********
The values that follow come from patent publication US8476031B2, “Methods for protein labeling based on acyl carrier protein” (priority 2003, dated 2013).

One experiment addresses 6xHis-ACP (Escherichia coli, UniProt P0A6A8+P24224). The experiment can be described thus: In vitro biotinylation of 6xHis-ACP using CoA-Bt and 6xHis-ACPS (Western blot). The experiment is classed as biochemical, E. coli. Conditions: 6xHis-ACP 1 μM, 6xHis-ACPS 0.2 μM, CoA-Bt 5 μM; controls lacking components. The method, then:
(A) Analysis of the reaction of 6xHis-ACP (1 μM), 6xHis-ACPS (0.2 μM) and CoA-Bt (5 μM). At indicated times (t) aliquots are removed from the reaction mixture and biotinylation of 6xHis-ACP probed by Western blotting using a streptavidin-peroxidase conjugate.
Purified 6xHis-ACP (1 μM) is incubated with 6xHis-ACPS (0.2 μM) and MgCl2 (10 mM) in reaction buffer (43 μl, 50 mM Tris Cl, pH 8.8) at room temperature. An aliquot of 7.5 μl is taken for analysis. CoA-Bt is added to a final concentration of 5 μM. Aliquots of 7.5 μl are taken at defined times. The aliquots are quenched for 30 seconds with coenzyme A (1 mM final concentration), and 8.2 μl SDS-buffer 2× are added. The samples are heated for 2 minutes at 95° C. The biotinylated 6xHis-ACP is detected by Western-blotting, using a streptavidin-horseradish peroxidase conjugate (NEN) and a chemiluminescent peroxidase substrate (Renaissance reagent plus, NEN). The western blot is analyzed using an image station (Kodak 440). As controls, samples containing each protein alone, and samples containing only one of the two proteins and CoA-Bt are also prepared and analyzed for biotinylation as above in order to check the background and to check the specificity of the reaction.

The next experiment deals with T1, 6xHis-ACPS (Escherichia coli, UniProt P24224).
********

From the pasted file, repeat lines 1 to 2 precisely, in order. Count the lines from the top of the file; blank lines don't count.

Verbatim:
The values that follow come from patent publication US8476031B2, “Methods for protein labeling based on acyl carrier protein” (priority 2003, dated 2013).

One experiment addresses 6xHis-ACP (Escherichia coli, UniProt P0A6A8+P24224). The experiment can be described thus: In vitro biotinylation of 6xHis-ACP using CoA-Bt and 6xHis-ACPS (Western blot). The experiment is classed as biochemical, E. coli. Conditions: 6xHis-ACP 1 μM, 6xHis-ACPS 0.2 μM, CoA-Bt 5 μM; controls lacking components. The method, then: